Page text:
If you hang in there and coach someone for any length of time, you’ll reach a moment where you’re completely frustrated with the pace of change. You will feel like you have banged your head against a wall and it just won’t budge. The person is stuck, frozen. And you feel like screaming!

It goes without saying that it’s time to step back when that happens. Resist the temptation to yell and scream at your colleague or to give up, saying that coaching is just too hard. Instead, remember a couple of axioms of helping people change.

1. People get to change at their own pace and by their own choice. Sometimes we find that very frustrating. We’re investing time and energy in our colleague and want to see results, both for his sake and for the firm’s. Plus, most of us want to feel good about our coaching ability. A “stuck” client can threaten our carefully-nurtured opinion of ourselves as great professionals and top notch coaches.
2. People change based on their own compelling vision of the future. USC Philosophy professor Dallas Willard knows a lot about how people change. He argues that people need a personally-embraced vision to motivate change. They need to see something that gets them moving, that stirs them to say, “I want that! It’s worth it to me to make it happen.” Without that, many people just stall out as they pursue what everyone else wants for them.
3. People must choose to pursue the vision. This seems obvious, but many of us (myself included) have many motivating visions that we simply choose to ignore. It’s too hard, we’re too busy, we’re too stuck. Excuses abound, but in the end the result is the same: zip, nada. Willard speaks of the absolute necessity of making it our solemn intention to chase that vision if we’re going to make progress. You know someone has done this when they are willing to give up something from the past – a belief, a pattern of time investment, a position of status, a relationship. As my colleague Dave Wondra says, “To create something new, something must be destroyed.”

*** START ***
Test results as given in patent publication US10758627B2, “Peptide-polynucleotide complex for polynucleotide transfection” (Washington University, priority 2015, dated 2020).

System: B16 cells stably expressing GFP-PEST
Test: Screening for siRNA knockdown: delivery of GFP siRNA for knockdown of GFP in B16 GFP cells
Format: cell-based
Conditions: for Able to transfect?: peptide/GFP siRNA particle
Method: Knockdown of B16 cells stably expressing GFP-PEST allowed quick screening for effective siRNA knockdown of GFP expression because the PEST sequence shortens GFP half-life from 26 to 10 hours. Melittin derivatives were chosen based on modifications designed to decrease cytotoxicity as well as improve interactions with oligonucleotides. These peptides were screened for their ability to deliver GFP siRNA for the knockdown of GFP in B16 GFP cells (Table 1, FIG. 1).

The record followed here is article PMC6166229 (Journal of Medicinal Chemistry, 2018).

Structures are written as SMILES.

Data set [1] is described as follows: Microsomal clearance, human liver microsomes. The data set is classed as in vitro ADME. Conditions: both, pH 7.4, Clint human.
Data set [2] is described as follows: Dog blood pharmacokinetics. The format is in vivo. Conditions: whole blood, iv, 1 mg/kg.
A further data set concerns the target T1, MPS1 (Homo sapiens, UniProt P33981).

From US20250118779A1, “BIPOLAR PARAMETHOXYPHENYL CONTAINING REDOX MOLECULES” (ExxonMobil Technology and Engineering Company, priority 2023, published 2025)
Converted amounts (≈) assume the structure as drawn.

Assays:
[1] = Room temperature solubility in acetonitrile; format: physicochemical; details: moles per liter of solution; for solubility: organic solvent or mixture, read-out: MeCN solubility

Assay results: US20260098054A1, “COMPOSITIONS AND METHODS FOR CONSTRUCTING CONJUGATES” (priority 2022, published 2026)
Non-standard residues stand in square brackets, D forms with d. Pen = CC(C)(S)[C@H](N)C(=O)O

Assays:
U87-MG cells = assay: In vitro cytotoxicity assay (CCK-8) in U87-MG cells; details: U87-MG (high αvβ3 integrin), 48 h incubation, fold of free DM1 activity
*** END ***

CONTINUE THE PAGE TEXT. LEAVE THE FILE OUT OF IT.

4. People need help to know how to move forward. After a colleagues sees a better future for herself and makes the choice to pursue it, she will need practical help in taking steps toward her dream. Now is the time for brainstorming, advice, and tips. She’s ready. She’s not stuck anymore and she’s probably open to what you can contribute.

So look at your “stuck” colleague. Take a step back and ask:
– Does he have a vivid picture of a better future painted for him? Do his eyes light up when he talks about it? If not, you can help by asking questions to help clarify that vision.
– Has he put a stake in the ground and made a clear choice about pursuing that vision? Has he made some sort of dramatic departure from his old path as evidence? If not, you can help by asking him what he must give up to pursue his dream – and helping him decide if it’s worth it to him.
– Does he know what to do next? Does he have a practical plan for taking the next step in the right direction? If not, you can help him brainstorm and choose tactics that feel right to him.

How about you? What works for you when you’re trying to help someone get unstuck?